video for business

Remember when YouTube was used to fill the lulls in your work day, offering endless videos of cats doing hilarious things? Well, video has taken a more serious turn and has been tipped for the top by a Cisco report, which states that by 2019 ‘video will account for 80% of global internet traffic’. Even when you take streaming services such as Netflix and Amazon Prime away from that list that is still a lot of content, and businesses need to jump on the band wagon.

Videos are no longer reserved for millennials who want to show you how to make the best pumpkin spiced latte, or the latest up and coming pop sensation covering the latest chart hit. B2B and B2C businesses alike can utilise this form of content to spread brand messages, display products in action, give handy tips and show off their property and even give live access to events.

Here are four ideas for videos your audience will actually want to watch:

1. The ‘How To’

Searches for ‘How to’ videos on YouTube increases by 70% year on year according to Adelie Studios. These videos simply involve someone instructing the audience on how to do something. When you think of ‘How To’ videos you may automatically think of a B2C company such as a hair salon, showing their viewers how to achieve the latest up-do trend at home. However this type of video is also a viable option for many B2B companies as well.

B2B companies are still selling something. It might not always be a physical product but can definitely offer knowledge. Videos of ‘How to get your company noticed on Social Media’ and ‘How to structure an effective press release’ will have an audience, admittedly it may not be millions of tweens who want to have Kylie Jenner’s lips, but there will be people out there that will appreciate, view and possibly even share your video.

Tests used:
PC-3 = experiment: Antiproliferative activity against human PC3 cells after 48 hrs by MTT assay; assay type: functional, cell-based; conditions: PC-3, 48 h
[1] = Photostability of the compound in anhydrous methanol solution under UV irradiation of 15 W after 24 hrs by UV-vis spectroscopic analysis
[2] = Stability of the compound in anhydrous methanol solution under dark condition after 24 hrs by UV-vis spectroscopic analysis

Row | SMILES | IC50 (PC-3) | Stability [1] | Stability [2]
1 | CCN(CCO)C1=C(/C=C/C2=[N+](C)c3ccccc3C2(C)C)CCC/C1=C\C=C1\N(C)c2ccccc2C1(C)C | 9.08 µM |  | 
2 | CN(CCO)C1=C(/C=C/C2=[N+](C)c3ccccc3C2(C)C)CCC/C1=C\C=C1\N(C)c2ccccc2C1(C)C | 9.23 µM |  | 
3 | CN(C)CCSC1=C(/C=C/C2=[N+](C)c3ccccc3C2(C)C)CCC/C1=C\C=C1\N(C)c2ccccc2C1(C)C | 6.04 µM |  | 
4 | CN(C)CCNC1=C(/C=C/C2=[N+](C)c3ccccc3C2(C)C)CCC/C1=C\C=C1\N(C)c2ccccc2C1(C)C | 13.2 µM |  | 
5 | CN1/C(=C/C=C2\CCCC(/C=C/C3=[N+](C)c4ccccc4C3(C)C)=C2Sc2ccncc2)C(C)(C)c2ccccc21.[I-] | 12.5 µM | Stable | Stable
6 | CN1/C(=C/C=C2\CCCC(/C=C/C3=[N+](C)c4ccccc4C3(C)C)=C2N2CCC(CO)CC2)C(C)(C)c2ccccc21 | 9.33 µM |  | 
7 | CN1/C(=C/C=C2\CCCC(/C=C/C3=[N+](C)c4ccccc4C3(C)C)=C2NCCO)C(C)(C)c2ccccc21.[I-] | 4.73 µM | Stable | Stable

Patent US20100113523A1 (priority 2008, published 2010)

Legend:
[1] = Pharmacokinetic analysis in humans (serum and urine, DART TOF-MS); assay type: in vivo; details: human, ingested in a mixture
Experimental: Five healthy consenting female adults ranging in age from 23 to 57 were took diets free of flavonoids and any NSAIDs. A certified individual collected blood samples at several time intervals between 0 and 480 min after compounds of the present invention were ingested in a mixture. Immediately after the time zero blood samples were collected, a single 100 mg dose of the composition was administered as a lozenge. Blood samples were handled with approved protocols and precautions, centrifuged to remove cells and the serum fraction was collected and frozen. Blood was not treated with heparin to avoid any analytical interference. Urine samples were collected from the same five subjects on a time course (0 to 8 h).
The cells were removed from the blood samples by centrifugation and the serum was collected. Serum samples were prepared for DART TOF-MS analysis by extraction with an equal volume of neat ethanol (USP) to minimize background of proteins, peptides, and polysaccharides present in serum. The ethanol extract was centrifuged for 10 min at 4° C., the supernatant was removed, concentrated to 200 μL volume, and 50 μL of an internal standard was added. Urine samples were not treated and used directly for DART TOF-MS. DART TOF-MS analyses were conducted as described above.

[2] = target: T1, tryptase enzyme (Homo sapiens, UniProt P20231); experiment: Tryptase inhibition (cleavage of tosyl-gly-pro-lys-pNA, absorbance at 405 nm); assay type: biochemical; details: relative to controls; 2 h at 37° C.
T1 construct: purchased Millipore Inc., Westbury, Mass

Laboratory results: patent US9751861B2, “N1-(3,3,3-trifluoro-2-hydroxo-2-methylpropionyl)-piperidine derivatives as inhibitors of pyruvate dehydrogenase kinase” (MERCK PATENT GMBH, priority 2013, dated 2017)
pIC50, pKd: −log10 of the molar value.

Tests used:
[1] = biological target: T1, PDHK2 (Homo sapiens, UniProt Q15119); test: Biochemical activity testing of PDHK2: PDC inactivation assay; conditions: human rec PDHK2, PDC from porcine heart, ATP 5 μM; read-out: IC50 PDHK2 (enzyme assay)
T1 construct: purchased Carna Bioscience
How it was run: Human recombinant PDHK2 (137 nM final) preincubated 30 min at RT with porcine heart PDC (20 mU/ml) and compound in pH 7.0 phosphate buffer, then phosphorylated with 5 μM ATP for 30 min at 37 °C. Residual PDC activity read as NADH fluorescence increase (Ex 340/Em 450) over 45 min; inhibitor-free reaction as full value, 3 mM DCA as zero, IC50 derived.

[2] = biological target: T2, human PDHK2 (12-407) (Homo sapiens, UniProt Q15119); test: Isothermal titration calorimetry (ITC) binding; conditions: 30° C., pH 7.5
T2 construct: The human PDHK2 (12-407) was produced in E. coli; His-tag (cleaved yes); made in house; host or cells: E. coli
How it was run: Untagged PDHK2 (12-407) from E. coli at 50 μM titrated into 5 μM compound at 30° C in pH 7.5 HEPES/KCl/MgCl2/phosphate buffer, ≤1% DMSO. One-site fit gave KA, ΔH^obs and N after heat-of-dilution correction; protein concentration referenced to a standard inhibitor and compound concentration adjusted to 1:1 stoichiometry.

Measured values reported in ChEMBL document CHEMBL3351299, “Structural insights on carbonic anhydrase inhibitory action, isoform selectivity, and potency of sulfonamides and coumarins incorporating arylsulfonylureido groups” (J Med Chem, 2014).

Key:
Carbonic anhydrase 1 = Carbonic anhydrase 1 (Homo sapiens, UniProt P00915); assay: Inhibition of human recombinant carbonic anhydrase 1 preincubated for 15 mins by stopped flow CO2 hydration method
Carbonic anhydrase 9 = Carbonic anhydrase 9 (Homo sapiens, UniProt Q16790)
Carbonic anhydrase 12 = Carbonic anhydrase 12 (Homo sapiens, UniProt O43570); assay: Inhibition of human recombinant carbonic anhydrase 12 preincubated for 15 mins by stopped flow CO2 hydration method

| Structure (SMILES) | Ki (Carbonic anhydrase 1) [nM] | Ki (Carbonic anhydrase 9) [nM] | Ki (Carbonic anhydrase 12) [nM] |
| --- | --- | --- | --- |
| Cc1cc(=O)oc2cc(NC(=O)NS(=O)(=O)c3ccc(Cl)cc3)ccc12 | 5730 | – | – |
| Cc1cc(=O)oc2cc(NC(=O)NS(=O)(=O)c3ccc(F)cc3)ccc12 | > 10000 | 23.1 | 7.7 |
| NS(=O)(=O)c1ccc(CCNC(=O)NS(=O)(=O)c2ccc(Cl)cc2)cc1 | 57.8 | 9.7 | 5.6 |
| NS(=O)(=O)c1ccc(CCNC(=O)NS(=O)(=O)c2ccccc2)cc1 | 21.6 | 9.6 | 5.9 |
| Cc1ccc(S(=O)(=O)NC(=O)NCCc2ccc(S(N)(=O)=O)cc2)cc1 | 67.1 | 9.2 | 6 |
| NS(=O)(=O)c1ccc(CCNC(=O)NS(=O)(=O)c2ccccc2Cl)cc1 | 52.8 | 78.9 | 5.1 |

The best thing about a ‘How To’ video is the low production cost. All you need in yourself, some decent lighting, a video camera and some basic video editing software.

Social Media Examiner have been on the video train for quite a while and still consistently produce ‘How To’ videos based around knowledge, gaining views anywhere from 200 to 20,000 on their videos.

Adelie Studios also found that businesses that use video grow their revenue 49% faster year on year than those which don’t use video. The businesses that use videos on their websites have an average conversion rate of 4.8% which is nearly double the conversion rate of those don’t have any videos (2.9%). For this reason it is a good idea for a business to embed videos on both their website and their blog.

2. Live Broadcasting

User-generated live broadcasting is a fairly new digital phenomenon, or at least, it is just starting to take off. As well as being able to live broadcast on YouTube there are also new dedicated social apps that allow you to live broadcast and gain viewers from all over.

An example of these apps is Periscope. Periscope allows it’s users to either broadcast live videos, or to watch them, with the ability to comment.

The obvious business use for this would be broadcasting at events where you, or another member of your team, is speaking. There have been copyright issues with the app, live broadcasting the season 5 premiere of Game of Thrones and the Mayweather vs Pacquiao fight for example. If you only broadcast your talk or broadcast a live summary after the event you are unlikely to come up against any issues.

Live broadcasting can also be good for industry talks and Q & A sessions. You can ask guest speakers to join you and promote the talk through your social media accounts, enabling everyone to sign in and watch at the right time.

It can also be beneficial to designers who want to broadcast their catwalk shows, artists that want to broadcast a gallery exhibition and is useful many other businesses of different types.

3. The Teaser

The past few years have seen the rise of super short video content on a range of different platforms, namely Snapchat and Vine.